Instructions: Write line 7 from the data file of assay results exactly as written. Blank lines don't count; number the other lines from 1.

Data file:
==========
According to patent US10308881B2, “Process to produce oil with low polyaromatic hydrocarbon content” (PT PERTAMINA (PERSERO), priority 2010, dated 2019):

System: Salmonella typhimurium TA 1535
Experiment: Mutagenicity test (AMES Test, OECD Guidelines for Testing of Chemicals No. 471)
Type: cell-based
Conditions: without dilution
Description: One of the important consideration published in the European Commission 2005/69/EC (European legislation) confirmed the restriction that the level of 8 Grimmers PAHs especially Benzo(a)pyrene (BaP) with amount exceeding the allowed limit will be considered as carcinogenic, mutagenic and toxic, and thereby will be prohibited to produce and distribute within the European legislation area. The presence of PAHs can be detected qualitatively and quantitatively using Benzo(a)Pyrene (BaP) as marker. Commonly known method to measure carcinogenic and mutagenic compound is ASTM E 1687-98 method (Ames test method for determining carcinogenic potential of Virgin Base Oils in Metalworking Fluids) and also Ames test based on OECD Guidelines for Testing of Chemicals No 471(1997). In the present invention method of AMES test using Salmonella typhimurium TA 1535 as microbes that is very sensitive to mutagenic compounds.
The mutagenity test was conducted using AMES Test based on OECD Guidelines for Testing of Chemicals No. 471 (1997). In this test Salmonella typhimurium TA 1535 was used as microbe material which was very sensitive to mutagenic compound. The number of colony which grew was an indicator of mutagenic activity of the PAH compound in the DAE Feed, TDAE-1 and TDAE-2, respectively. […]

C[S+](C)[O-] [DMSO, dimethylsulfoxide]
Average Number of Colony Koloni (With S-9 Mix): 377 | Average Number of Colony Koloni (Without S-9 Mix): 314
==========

The mutagenity test was conducted using AMES Test based on OECD Guidelines for Testing of Chemicals No. 471 (1997). In this test Salmonella typhimurium TA 1535 was used as microbe material which was very sensitive to mutagenic compound. The number of colony which grew was an indicator of mutagenic activity of the PAH compound in the DAE Feed, TDAE-1 and TDAE-2, respectively. […]